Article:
It can be a temptation for some people to want to end their suffering, as well as the suffering of their caretakers and loved ones, by ending their own lives through medical intervention. The Church is clear that purposely ending a life for these reasons is morally unacceptable, as it falls under the grave sin of murder. “Thus an act or omission which, of itself or by intention, causes death in order to eliminate suffering constitutes a murder gravely contrary to the dignity of the human person and to the respect due to the living God, his Creator. The error of judgment into which one can fall in good faith does not change the nature of this murderous act, which must always be forbidden and excluded” (CCC #2277). While euthanasia is not morally permissible, the Church does offer certain solutions in order to alleviate at least some suffering, if not all. As Catholics, we are not required to undergo extreme or unnecessary medical intervention in order to achieve a disproportionate outcome (CCC #2278). This is a very important moral distinction: killing and allowing a life to naturally end are two very different things. So, we are at liberty to discern medical interventions for ourselves and our loved ones each according to our specific circumstances. The Church even makes allowances for increasing painkillers at the risk of shortening the individual’s life, so long as the intent is to provide relief and not to kill (CCC #2279). If you ever find yourself in a situation where these hard decisions need to be made, the best thing to do is call a good and holy priest to help you navigate the situation so that the dignity of all the souls involved can be preserved as best as possible.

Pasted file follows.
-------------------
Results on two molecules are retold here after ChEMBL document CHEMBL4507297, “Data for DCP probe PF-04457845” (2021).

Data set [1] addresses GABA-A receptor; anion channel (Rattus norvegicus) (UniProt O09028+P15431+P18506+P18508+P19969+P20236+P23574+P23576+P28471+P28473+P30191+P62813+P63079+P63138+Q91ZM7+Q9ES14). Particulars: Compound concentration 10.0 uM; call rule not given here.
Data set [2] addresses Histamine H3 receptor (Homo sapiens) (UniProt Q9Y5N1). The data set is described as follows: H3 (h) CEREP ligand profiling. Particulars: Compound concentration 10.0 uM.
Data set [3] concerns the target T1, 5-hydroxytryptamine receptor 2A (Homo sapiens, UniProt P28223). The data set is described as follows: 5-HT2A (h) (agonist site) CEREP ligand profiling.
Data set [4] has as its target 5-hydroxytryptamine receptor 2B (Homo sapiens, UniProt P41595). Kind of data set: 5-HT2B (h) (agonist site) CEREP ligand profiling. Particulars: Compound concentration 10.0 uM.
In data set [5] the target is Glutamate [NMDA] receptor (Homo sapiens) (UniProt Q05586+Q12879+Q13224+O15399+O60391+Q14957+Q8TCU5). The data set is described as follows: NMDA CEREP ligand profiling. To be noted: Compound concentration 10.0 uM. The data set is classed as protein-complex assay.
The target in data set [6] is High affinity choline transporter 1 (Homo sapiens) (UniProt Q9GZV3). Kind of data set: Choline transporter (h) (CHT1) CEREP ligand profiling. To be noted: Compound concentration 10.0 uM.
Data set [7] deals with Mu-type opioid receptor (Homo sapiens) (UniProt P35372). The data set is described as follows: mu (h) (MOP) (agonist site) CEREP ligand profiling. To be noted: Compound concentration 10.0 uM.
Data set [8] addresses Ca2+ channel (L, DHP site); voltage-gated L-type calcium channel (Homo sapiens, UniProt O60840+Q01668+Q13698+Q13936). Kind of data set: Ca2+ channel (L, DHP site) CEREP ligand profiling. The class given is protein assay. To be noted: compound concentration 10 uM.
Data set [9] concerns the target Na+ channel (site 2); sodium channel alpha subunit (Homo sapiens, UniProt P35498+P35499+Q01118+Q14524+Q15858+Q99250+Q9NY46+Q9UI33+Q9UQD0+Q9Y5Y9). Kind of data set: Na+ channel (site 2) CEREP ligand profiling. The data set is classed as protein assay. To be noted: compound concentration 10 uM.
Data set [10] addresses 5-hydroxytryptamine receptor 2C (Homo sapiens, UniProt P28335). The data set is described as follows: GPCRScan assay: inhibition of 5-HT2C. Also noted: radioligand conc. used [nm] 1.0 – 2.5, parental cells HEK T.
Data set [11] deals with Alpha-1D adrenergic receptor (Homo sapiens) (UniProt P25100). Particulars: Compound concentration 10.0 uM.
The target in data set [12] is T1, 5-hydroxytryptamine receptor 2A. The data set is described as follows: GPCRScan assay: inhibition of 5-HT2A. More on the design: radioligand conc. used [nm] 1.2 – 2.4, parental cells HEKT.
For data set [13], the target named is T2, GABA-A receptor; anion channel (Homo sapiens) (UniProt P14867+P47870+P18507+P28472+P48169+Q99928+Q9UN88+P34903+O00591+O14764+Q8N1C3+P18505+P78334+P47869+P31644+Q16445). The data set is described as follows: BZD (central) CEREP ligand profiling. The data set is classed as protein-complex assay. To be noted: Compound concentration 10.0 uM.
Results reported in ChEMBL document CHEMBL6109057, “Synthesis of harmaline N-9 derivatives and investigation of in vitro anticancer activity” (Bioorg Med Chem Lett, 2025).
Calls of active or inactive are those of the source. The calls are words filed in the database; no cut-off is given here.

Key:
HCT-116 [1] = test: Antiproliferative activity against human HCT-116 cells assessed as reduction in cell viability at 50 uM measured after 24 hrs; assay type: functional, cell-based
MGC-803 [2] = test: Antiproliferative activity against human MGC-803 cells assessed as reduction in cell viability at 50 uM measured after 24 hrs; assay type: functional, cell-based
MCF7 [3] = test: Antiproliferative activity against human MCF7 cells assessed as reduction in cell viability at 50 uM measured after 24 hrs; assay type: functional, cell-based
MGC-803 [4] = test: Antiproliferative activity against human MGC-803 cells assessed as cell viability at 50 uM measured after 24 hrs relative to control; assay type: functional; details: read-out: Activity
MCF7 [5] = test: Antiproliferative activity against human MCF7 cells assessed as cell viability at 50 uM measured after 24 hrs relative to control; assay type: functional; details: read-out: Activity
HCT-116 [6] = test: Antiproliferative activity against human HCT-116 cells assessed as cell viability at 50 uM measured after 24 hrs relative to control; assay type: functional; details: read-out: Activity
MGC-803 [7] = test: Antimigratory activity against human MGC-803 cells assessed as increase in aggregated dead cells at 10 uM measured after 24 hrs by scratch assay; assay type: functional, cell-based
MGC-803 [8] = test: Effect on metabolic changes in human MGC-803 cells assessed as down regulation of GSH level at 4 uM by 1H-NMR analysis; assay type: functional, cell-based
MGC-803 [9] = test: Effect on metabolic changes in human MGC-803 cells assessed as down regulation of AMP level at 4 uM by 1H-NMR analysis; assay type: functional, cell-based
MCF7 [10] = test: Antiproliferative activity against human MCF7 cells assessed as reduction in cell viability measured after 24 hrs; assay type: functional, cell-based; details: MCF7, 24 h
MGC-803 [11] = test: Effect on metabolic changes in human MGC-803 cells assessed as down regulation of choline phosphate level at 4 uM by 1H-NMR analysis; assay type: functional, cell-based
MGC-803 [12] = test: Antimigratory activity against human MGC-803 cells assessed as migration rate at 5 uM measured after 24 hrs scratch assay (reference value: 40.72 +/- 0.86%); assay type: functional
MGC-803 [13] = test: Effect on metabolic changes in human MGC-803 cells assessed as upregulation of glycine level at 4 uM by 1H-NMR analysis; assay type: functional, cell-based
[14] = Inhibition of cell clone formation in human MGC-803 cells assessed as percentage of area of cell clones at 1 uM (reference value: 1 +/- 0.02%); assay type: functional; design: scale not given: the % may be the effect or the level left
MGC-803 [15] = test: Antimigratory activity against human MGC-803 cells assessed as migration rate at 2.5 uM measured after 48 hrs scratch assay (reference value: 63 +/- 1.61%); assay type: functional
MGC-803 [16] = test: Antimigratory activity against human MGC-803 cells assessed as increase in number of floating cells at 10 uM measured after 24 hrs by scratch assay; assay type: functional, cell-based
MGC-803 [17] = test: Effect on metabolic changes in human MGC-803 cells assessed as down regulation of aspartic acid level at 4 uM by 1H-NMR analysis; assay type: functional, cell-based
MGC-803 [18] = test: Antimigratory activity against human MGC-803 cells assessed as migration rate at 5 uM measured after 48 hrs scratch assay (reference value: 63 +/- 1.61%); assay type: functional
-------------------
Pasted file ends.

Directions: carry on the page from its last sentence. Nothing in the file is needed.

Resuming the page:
The Catechism goes on to treat the other end-of-life moral issue, which is that of suicide. I understand that this is a very sensitive topic. It seems today, more than ever, suicide rates have increased to the point that it has affected most, if not all of us, either directly or indirectly. Again, we must treat this issue, and those with suicidal ideation with the utmost compassion, as the suffering in these situations is immense.